These are troubling times and everyone is struggling. You may be feeling a bit weary too, as are we. While there is no denying the disruptive realities in our world, we also know that what we focus on has a great deal to do with what shows up in our lives. That is the basis of the 1st Vital Question: “Where are you putting your focus?”
If you devote a lot of your mental energy to all the problems swirling around the news and the internet, it is easy to get stuck in the Victim Orientation, with its fear-based emotions and reactive behaviors. When we do this, frankly, we get exhausted and are not our best self.
David had two experiences this week that helped him realize there is plenty of joy in the world if he was willing to pay attention. These two stories lifted his mood throughout the week and supported him to focus more on the awe in the moment.
The first experience was in a local park where he often walks. He loves the multitude of birds, the flowering vegetation, quaint pond with ducks and the trailing baby ducks, and the wide-open space. The park is large, so it is easy to maintain social distancing, even while being an avid people watcher.
While walking he saw at a distance a little girl, her mother, and an older woman, most likely the grandmother. He guessed the little girl was about 6 or 7 years old, and they clearly were having a good time, laughing and playing together. As he got closer, he saw that they had made a game of throwing an object.
The object they were throwing wasn’t a ball, or Frisbee. It was the little girl’s shoes! The girl and her mom were competing to see who could throw her sneaker the farthest.
David was drawn to their laughter—it was so irresistible and uplifting. He shouted out to them, “Who is the champion shoe thrower?” The little girl threw her arms toward the sky and exclaimed, “Me!”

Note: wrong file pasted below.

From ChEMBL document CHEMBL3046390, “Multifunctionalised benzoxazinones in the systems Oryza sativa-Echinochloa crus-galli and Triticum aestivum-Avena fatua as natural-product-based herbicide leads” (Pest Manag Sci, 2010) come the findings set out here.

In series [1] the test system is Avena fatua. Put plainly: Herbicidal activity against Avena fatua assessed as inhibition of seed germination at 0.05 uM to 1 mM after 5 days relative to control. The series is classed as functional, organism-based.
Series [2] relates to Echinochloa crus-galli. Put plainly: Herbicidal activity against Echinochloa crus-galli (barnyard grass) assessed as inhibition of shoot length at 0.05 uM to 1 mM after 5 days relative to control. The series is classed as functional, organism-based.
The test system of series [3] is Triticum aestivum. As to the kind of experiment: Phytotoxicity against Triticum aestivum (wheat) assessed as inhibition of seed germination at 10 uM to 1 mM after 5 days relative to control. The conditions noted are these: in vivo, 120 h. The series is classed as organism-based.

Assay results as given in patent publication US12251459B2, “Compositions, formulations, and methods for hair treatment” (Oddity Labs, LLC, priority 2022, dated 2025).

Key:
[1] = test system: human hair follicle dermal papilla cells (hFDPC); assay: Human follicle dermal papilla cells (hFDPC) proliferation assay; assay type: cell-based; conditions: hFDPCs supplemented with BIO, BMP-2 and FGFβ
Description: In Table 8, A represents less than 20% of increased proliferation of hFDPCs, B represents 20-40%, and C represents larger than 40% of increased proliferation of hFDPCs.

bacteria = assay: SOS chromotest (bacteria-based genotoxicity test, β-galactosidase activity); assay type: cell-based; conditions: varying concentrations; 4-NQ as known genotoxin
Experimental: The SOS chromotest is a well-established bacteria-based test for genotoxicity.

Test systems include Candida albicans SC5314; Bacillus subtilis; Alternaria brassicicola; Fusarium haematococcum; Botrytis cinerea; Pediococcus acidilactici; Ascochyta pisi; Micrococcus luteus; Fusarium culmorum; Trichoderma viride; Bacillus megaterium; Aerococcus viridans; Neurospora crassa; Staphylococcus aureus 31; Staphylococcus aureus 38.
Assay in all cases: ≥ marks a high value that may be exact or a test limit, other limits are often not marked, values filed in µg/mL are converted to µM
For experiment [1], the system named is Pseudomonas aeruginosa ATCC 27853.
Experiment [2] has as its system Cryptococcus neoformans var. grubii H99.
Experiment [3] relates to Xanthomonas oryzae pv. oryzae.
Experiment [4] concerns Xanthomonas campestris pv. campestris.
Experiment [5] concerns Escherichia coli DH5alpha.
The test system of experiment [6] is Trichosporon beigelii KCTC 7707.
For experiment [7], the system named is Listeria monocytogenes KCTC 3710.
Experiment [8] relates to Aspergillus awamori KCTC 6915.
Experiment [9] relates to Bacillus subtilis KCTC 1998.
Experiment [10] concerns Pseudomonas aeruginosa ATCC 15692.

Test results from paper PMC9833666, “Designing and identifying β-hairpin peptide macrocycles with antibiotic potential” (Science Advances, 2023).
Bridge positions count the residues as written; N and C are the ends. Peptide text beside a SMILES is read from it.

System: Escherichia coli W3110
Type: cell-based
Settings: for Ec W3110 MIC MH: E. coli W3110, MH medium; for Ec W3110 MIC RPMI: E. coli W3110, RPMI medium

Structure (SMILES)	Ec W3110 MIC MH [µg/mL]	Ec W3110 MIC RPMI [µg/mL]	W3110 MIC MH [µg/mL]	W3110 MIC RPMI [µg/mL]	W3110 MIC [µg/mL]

The joy-filled connection lightened the rest of the walk. On the way home, he listened to a radio interview with a father about how he and his family were managing during the pandemic. The father described the challenge of living in a large urban area, but they were blessed to have a small park nearby. The father shared, “I have young children, so we created a game to look for and explore bugs in the park.” At that point one of the little girls vividly described a centipede, in the way only a young child could. Hearing the description and creativity of looking for bugs brought a smile to David’s face.
Shoes and bugs. Small, daily things that can elicit joy during troubling times.
Donna is exploring her own ways to find joy; riding her bike and feeling the wind in her face, enjoying a cup of tea, tending to colorful flowers in our yard, and reading a great book.
We also asked our team what brings them joy these days and their responses included:
• Playing family games with the kids
• When my dog lays his head on my lap
• Bear hugs from my kids
• Finding a new tomato (especially the first tomato of the season) on a plant
• Seeing a flower bud open and plants grow in my garden
• Sharing a meal with my husband – without phones or any distractions
• Smelling coffee brewing in the morning
And now, we ask you, what brings you joy during these troubling times? Your answers will require that you focus your attention—as a Creator—on what has heart and meaning for you.
We’d love to hear from you if you wish to share.